Using backuppc as a dirty distributed shell

Backuppc is a neat server-based backup solution. In Linux envorinments it is often used in combination with rsync over ssh – and, let’s be hontest – often fairly lazy sudo or root rights for the rsync over ssh connection. This has a lot of disadvantages, but at least, you can use this setup as a cheap distributed shell, as a good maintained backuppc server might have access to a lot of your servers.

I wrote a small wrapper, that reads the (especially Debian/Ubuntu packaged) backuppc configuration and iterates through the hosts, allowing you to issue commands on every valid connection. I used it so far for listing used ssh keys, os patch levels and even small system manipulations.

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#!/bin/bash
SSH_KEY="-i /var/lib/backuppc/.ssh/id_rsa"
SSH_LOGINS=( `grep "root" /etc/backuppc/hosts | \
 awk '{print "root@"$1" "}' | \
 sed ':a;N;$!ba;s/\n//g'` )
 
for SSH_LOGIN in "${SSH_LOGINS[@]}"
do
 HOST=`echo "${SSH_LOGIN}" | awk -F"@" '{print $2'}`
 echo "--------------------------------------------"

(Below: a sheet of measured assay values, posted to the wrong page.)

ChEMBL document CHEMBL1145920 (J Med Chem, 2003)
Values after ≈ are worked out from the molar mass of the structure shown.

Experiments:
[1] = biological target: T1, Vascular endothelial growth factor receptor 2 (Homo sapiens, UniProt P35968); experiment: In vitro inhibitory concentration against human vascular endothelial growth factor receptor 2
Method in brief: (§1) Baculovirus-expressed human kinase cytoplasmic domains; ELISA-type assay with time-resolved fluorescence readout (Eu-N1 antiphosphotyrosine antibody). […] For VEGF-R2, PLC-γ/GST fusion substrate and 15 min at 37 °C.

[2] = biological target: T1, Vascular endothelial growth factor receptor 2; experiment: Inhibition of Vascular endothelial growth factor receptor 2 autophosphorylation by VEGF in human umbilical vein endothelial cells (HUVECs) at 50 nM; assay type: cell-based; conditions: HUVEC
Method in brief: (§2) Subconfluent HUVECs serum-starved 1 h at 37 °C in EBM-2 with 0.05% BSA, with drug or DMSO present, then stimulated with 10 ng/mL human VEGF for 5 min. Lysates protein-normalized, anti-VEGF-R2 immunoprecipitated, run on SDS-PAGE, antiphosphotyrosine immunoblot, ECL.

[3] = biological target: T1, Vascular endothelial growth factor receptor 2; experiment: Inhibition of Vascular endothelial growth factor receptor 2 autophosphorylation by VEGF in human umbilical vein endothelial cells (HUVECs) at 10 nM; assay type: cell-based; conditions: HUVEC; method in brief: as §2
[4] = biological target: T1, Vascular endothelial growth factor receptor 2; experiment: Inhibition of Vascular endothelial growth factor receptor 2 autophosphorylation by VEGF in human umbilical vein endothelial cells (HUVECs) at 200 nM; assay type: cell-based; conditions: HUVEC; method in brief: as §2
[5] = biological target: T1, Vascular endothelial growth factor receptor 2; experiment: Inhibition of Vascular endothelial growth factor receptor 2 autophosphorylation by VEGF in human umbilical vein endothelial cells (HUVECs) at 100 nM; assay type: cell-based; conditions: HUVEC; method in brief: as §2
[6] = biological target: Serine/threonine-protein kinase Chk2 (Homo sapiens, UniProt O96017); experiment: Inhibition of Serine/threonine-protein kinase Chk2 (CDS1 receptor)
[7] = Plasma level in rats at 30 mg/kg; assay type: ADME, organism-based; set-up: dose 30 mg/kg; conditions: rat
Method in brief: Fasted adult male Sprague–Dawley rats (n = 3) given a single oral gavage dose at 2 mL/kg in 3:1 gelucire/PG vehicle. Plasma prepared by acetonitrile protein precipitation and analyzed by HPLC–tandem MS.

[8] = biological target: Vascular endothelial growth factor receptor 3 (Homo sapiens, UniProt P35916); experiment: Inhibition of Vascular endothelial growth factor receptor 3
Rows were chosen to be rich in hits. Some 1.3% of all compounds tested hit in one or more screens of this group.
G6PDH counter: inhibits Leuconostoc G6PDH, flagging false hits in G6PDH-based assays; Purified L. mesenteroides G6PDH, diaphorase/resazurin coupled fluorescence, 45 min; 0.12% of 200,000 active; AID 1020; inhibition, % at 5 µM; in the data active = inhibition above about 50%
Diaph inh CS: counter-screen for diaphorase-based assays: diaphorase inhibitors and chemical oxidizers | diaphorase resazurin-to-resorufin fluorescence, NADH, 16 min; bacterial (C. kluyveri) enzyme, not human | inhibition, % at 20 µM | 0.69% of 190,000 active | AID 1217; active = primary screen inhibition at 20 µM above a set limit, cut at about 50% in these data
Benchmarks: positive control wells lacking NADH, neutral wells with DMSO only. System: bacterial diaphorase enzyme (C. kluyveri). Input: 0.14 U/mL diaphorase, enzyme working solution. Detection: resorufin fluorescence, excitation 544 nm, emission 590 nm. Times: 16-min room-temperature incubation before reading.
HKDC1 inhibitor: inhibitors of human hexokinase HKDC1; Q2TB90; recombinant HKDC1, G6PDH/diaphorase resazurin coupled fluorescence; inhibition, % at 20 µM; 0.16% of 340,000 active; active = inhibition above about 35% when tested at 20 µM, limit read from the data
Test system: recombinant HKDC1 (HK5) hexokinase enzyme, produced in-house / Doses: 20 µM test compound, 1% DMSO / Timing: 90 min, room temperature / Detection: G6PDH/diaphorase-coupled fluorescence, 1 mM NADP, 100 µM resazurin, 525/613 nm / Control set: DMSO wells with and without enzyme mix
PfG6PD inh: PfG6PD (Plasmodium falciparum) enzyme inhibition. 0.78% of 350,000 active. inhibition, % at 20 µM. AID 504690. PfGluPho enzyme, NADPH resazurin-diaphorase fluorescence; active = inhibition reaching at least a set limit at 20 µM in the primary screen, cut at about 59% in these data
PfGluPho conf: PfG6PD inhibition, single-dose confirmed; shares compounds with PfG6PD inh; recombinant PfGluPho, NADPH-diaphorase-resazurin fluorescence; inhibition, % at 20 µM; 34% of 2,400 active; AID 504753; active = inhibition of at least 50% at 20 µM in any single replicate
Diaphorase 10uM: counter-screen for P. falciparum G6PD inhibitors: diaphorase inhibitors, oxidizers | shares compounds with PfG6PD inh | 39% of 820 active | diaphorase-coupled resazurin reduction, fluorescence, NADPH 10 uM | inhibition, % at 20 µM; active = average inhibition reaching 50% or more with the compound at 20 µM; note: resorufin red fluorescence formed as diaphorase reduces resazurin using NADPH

echo "checking host: ${HOST}"
 ssh -C -qq -o "NumberOfPasswordPrompts=0" \
 -o "PasswordAuthentication=no" ${SSH_KEY} ${SSH_LOGIN} "$1"
done

You can easily change this to your needs (e.g. changing login user, adding sudo and so on).

$ ./exec_remote_command.sh "date"
--------------------------------------------
checking host: a.b.com
Mo 9. Mai 15:40:26 CEST 2011
--------------------------------------------
checking host: b.b.com
[...]

Make sure to quote your command, especially when using commands with options, so the script can handle the command line as one argument.

A younger sister of the script is the following ssh key checker that lists and sorts the ssh keys used on systems by their key comment (feel free to include the key itself):

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#!/bin/bash
 
SSH_KEY="-i /var/lib/backuppc/.ssh/id_rsa"
SSH_LOGINS=( `grep "root" /etc/backuppc/hosts | \
 awk '{print "root@"$1" "}' | \
 sed ':a;N;$!ba;s/\n//g'` )
 
for SSH_LOGIN in "${SSH_LOGINS[@]}"
do
 HOST=`echo "${SSH_LOGIN}" | awk -F"@" '{print $2'}`
 echo "--------------------------------------------"
 echo "checking host: ${HOST}"
 ssh -C -qq -o "NumberOfPasswordPrompts=0" \
 -o "PasswordAuthentication=no" ${SSH_KEY} ${SSH_LOGIN} \
 "cut -d: -f6 /etc/passwd | xargs -i{} egrep -s \
 '^ssh-' {}/.ssh/authorized_keys {}/.ssh/authorized_keys2" | \
 cut -f 3- -d " " | sort
 ssh -C -qq -o "NumberOfPasswordPrompts=0" \